While I expected to see many horticultural wonders during my visit to
the Royal Botanic Garden, Edinburgh last summer,
what took me by complete surprise was a photographic exhibition on display
in the main entrance lobby. The images were so compelling I used a great portion
of my garden-viewing time to read the entire story
behind each powerful photograph.
With kind permission from the desk staff, I used my phone camera as best I could
to make record of several I thought were particularly potent in their imagery & description;
those that were especially moving and/or important to me.
In light of recent Peace Day 2014 this seemed like an appropriate time to share them.
* PLEASE NOTE*
The original photographs have been slightly cropped to fit
the format of this blog post. Reflections on framing glass couldn't be avoided
nor some odd angle and color distortions.
The descriptions were copied verbatim from the exhibit walls.
Photographer's names are clickable to their websites.
Visit them. They are all amazing.
no strangers poses a fundamental question: What does it mean
to be human and alive? When the people of the world answer this question, they do so
in 7,000 unique voices. Tragically, half of these may be silenced within a generation or two.
At risk is our human legacy, a vast achieve of knowledge and expertise.
Rediscovering a new appreciation for the diversity of culture is a
crucial challenge that should be faced.
A young Tibetan woman poses next to a Chinese fighter jet on display in front of the
Portola Palace, the ancient home of the Dalai Lamas, the spiritual rulers of Tibet. Such
symbolic gestures of intimidation are encountered throughout Lhasa, which has become
largely an outpost of the Chinese government and a symbol of their conquest of the
OFU ISLAND, SAMOA, 2000
The training of the Polynesian way finder, or navigator, begins in infancy as he is placed
in tidal pools for hours at a time so he might feel and absorb the rhythms of the sea. If,
on his first deep ocean voyage, he becomes sick from the swells, his teacher will tie him
to a rope and pull him behind the canoe until the nausea passes. It was by such devotion
and rigor that the Polynesian ancestors settled the Pacific.
A Swahili woman from Kenya decorates her hands and feet with designs made from henna,
a dye derived from a powdered leaf mixed with water and the juice of unripe lemons. The
designs are drawn with a fine twig; five to six applications are required to ensure that the
henna doesn't fade too soon, a process that takes up to 12 hours. In modern times, a black
synthetic dye is used to enhance the elaborate designs. A Swahili woman who appears in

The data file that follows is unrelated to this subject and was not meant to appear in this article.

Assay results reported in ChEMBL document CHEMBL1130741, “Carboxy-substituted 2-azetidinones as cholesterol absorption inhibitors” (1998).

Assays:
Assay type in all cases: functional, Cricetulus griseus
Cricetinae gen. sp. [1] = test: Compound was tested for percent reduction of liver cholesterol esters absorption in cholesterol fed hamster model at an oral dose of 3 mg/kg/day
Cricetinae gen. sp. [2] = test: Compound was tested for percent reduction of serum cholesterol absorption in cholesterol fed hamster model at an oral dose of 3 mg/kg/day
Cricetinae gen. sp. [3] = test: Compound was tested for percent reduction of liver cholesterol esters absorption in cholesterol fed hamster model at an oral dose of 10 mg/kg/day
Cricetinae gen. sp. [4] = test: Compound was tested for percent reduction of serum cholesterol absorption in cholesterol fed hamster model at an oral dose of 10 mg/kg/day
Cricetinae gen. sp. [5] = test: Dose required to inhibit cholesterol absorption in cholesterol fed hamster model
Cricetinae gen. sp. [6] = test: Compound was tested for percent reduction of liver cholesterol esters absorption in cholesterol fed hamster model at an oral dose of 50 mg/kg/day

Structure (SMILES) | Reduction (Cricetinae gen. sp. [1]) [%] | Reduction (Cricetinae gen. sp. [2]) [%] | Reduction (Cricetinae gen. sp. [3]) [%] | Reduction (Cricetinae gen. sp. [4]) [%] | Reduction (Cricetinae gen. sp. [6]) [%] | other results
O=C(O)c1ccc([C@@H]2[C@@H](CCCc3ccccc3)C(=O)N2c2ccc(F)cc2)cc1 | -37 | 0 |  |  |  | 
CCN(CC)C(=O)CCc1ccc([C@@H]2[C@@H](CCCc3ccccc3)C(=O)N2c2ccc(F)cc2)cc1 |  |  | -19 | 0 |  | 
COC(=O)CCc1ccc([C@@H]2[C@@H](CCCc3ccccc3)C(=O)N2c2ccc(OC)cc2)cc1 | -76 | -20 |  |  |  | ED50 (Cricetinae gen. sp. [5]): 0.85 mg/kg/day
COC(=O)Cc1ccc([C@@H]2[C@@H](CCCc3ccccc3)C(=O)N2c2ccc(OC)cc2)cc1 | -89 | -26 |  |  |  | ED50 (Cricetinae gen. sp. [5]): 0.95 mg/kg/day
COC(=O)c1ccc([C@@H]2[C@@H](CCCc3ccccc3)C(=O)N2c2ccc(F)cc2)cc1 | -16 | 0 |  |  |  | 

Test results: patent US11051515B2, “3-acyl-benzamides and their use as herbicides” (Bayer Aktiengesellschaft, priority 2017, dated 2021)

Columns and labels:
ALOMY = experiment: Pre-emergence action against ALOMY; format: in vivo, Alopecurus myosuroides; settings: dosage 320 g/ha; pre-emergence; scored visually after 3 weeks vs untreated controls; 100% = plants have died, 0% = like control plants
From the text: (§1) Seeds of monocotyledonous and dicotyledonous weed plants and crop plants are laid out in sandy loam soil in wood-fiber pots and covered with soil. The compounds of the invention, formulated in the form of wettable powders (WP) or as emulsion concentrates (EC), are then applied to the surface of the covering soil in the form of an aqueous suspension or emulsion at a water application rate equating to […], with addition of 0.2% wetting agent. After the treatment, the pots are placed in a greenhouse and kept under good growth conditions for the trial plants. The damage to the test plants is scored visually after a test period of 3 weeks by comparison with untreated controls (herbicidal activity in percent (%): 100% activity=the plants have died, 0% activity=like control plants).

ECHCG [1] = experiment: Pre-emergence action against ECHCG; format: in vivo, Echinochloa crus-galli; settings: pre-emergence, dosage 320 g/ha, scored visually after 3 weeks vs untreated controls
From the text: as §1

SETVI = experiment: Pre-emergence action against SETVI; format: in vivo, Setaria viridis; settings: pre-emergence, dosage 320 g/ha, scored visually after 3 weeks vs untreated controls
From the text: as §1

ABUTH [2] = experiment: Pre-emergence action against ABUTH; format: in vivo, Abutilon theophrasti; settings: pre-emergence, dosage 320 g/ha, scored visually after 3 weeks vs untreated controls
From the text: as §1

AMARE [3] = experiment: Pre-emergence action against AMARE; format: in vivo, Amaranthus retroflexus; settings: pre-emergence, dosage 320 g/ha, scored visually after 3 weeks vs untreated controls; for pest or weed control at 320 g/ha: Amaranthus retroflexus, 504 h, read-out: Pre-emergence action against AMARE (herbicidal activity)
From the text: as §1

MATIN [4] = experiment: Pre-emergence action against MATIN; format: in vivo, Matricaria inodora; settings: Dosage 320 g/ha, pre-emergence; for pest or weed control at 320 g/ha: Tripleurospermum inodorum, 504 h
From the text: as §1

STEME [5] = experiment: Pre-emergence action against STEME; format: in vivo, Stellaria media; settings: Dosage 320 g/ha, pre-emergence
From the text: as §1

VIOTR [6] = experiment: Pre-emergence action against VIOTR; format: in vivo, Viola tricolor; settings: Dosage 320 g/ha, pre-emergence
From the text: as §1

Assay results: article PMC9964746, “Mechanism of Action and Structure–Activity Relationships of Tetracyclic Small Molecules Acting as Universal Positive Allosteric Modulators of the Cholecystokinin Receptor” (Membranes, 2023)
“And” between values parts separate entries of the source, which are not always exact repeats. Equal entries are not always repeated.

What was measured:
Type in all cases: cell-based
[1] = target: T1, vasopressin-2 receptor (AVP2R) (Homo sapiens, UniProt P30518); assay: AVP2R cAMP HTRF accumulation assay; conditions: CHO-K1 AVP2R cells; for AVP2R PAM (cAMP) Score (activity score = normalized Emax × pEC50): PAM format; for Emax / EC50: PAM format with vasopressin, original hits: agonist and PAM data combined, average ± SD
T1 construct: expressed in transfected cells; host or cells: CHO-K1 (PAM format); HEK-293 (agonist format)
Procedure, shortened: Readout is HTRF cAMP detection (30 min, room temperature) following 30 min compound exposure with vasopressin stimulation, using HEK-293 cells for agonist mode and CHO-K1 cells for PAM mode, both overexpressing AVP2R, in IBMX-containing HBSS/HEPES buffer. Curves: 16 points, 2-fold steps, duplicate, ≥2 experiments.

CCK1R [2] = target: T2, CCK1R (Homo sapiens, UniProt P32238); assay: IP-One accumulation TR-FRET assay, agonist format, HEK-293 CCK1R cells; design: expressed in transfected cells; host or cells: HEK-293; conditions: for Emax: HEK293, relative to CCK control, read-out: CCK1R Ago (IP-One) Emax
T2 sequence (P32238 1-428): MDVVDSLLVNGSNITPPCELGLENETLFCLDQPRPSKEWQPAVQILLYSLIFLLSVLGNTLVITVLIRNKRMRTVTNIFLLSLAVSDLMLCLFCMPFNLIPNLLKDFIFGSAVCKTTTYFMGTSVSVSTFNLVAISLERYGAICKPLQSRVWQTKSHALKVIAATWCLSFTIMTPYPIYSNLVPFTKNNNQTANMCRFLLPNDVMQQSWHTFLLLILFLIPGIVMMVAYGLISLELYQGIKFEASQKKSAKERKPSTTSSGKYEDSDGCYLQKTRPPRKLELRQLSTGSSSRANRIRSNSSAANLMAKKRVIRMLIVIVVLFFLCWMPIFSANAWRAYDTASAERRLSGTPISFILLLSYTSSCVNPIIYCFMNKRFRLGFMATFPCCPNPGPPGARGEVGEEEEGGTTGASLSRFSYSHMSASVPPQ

public must remain concealed in black veils and long robes. Her hands and feet are the only
parts of her body that may be seen.
TIMBUKTU, MALI, 2009
In 1914, when the French took control of Timbuktu, they confiscated the ancient manuscripts,
threatened the scholars with jail and taught the children that their ancestors were not Arab
or Berber, Tamashek or Tuareg, but Gaul. The library pictured here is one of the oldest in the
world. It is filled with ancient manuscripts that have survived throughout the centuries.
ARNHEM LAND, NORTHERN TERRITORY, AUSTRALIA, 2008
For over 55,000 years, the Aboriginal peoples of Australia thrived as hunters and gatherers,
and guardians of their world. In all that time the desire to improve upon the natural world had
never touched them. They accepted life as it was, a cosmological whole, the unchanging
creation of the first dawn, when earth and sky separated and the original Ancestor, the
Rainbow Serpent, brought into being all the primordial ancestors who through their thoughts,
dreams and journeys sang the world into existence. This woman stands in a sacred site of
the Rainbow Serpent.
OGLALA, SOUTH DAKOTA, 2011
Stanley Good Voice Elk is a Heyoka (clown dancer) and a dreamer of the Thunder People.
His Heyoka name is Wakinyan Hoksila (Wakeeya Hokshila) which means Thunder Boy, or
or Iktomni Hoksila, Spider Boy. He burns sage, prays and prepares for a coming kettle
dance to thank the thunder beings (thunderstorms) as they leave for the summer.
HENAN PROVINCE, CHINA, 2004
Young monks train at the Shaolin Monastery in Henan Province, China. The physical
strength and dexterity displayed by the monks is remarkable, as is their serenity. At its
core Buddhism is simply a wisdom philosophy, a set of contemplative practices, a spiritual
path informed by 2,500 years of empirical observation and deduction that, if followed, offers
the certain promise of a transformation of the human heart.
SARAWAK, MALAYSIA, 2012
A Penan family from the Ubong River in Sarawak with a feast of wild foods - sago, wild
boar, fruits and seeds - all gathered or hunted in the forest. A Canadian or American grows
up believing that poverty for some is a regrettable but inevitable feature of life. The Penan
live by the adage that a poor man shames us all. The greatest transgression in their culture
is "sihun," a concept that essentially means a failure to share.
: : :
Traditional societies are not failed attempts to be modern, let alone
failed attempts to be like us. Every culture is a unique expression of the
human imagination and heart.
When asked what it means to be human and alive, the peoples of the world
respond in 7,000 different voices, 7,000 languages that together
express the full wisdom and knowledge of our species,
insights that no doubt will prove invaluable to future generations,
even as we continue this never ending journey.
~ Introduction, copied from the entrance wall ~